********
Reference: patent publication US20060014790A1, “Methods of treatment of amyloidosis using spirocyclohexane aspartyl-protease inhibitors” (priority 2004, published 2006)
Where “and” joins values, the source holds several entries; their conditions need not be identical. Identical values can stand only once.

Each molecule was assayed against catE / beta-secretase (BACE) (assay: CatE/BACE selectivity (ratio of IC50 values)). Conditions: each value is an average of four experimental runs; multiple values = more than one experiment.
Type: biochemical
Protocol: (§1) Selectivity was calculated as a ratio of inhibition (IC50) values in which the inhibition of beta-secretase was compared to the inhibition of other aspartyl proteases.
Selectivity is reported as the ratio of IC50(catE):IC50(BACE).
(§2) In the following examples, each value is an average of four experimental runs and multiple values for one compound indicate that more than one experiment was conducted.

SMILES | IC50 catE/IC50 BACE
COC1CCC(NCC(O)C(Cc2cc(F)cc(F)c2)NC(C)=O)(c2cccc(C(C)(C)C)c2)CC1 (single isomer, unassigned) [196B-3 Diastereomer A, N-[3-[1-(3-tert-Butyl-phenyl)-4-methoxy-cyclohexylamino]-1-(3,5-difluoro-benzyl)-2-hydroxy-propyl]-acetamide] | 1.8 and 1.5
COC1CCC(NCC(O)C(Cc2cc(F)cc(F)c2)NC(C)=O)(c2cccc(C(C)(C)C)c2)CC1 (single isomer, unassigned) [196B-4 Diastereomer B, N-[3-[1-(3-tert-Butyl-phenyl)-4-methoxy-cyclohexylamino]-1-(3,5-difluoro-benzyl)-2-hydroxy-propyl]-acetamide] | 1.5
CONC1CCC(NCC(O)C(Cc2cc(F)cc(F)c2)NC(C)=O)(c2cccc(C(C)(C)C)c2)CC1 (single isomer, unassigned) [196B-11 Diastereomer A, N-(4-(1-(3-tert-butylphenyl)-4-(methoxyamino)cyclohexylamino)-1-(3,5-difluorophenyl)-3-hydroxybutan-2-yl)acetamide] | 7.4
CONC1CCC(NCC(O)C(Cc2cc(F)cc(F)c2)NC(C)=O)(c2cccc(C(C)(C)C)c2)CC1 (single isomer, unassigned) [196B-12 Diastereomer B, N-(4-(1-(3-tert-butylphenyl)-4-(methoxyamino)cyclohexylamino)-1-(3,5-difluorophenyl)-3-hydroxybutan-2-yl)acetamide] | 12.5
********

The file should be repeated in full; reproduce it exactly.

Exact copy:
Reference: patent publication US20060014790A1, “Methods of treatment of amyloidosis using spirocyclohexane aspartyl-protease inhibitors” (priority 2004, published 2006)
Where “and” joins values, the source holds several entries; their conditions need not be identical. Identical values can stand only once.

Each molecule was assayed against catE / beta-secretase (BACE) (assay: CatE/BACE selectivity (ratio of IC50 values)). Conditions: each value is an average of four experimental runs; multiple values = more than one experiment.
Type: biochemical
Protocol: (§1) Selectivity was calculated as a ratio of inhibition (IC50) values in which the inhibition of beta-secretase was compared to the inhibition of other aspartyl proteases.
Selectivity is reported as the ratio of IC50(catE):IC50(BACE).
(§2) In the following examples, each value is an average of four experimental runs and multiple values for one compound indicate that more than one experiment was conducted.

SMILES | IC50 catE/IC50 BACE
COC1CCC(NCC(O)C(Cc2cc(F)cc(F)c2)NC(C)=O)(c2cccc(C(C)(C)C)c2)CC1 (single isomer, unassigned) [196B-3 Diastereomer A, N-[3-[1-(3-tert-Butyl-phenyl)-4-methoxy-cyclohexylamino]-1-(3,5-difluoro-benzyl)-2-hydroxy-propyl]-acetamide] | 1.8 and 1.5
COC1CCC(NCC(O)C(Cc2cc(F)cc(F)c2)NC(C)=O)(c2cccc(C(C)(C)C)c2)CC1 (single isomer, unassigned) [196B-4 Diastereomer B, N-[3-[1-(3-tert-Butyl-phenyl)-4-methoxy-cyclohexylamino]-1-(3,5-difluoro-benzyl)-2-hydroxy-propyl]-acetamide] | 1.5
CONC1CCC(NCC(O)C(Cc2cc(F)cc(F)c2)NC(C)=O)(c2cccc(C(C)(C)C)c2)CC1 (single isomer, unassigned) [196B-11 Diastereomer A, N-(4-(1-(3-tert-butylphenyl)-4-(methoxyamino)cyclohexylamino)-1-(3,5-difluorophenyl)-3-hydroxybutan-2-yl)acetamide] | 7.4
CONC1CCC(NCC(O)C(Cc2cc(F)cc(F)c2)NC(C)=O)(c2cccc(C(C)(C)C)c2)CC1 (single isomer, unassigned) [196B-12 Diastereomer B, N-(4-(1-(3-tert-butylphenyl)-4-(methoxyamino)cyclohexylamino)-1-(3,5-difluorophenyl)-3-hydroxybutan-2-yl)acetamide] | 12.5